The discriminative stimulus effects of γ-hydroxybutyrate (GHB) can be mimicked by GABAA receptor-positive modulators (e.g., diazepam) and GABAB receptor agonists (e.g., baclofen). The purposes of this study were to see whether stimulus control could be established with baclofen and to further characterize the role of GABAergic mechanisms in the behavioral actions of GHB by evaluating GHB and related compounds in rats discriminating either diazepam or baclofen. Training criteria were satisfied with baclofen and diazepam after 69 and 44 sessions, respectively. GHB and its precursors γ-butyrolactone and 1,4-butanediol occasioned >80% responding on the drug-associated lever in rats discriminating baclofen and <11% in rats discriminating diazepam. Diazepam and other GABAA receptor-positive modulators occasioned intermediate levels of responding on the baclofen lever, whereas baclofen occasioned less than 4% responding on the diazepam lever. The GABAB receptor antagonist CGP 35348 [(3-aminopropyl)(diethoxymethyl) phosphinic acid] partially antagonized the effects of baclofen as well as the baclofen-like effects of GHB, and flumazenil partially antagonized the effects of diazepam. This study established stimulus control with baclofen, and substitution data provided direct evidence for a role of GABAergic, especially GABAB, mechanisms in the discriminative stimulus effects of GHB. The lack of substitution by GHB or its metabolic precursors for diazepam indicates a comparatively smaller role of GABAA mechanisms in these effects of GHB. The inability of CGP 35348 to completely attenuate the effects of baclofen and GHB suggests that multiple receptors could be involved in the discriminative stimulus effects of GHB.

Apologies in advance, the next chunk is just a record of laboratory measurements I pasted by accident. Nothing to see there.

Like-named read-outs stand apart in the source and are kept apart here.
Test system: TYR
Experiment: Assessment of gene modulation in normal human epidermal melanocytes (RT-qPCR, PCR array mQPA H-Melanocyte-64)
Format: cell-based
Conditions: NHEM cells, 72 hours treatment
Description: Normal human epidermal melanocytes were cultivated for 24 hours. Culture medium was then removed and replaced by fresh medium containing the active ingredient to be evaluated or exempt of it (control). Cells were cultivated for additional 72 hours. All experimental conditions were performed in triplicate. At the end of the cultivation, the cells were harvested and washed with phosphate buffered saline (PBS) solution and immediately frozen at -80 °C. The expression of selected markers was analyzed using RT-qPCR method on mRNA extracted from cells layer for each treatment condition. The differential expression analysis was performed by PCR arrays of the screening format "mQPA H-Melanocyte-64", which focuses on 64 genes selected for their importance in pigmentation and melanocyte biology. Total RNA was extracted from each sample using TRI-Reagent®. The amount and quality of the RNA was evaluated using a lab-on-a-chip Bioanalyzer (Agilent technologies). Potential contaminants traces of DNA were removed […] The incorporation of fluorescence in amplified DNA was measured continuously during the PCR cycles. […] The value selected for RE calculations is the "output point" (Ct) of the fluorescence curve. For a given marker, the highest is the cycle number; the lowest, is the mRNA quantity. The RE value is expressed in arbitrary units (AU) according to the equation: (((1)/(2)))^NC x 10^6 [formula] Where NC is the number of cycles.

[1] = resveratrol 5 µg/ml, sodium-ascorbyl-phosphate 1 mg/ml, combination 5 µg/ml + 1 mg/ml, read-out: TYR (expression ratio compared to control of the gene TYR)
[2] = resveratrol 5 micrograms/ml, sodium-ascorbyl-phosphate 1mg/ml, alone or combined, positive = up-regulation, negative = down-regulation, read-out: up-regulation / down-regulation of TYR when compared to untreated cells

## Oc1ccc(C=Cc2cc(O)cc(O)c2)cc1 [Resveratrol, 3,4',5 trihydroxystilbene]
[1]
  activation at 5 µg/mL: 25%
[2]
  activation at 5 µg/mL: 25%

|Original language||English (US)|
|Number of pages||8|
|Journal||Journal of Pharmacology and Experimental Therapeutics|
|State||Published - May 2004|
ASJC Scopus subject areas
- Molecular Medicine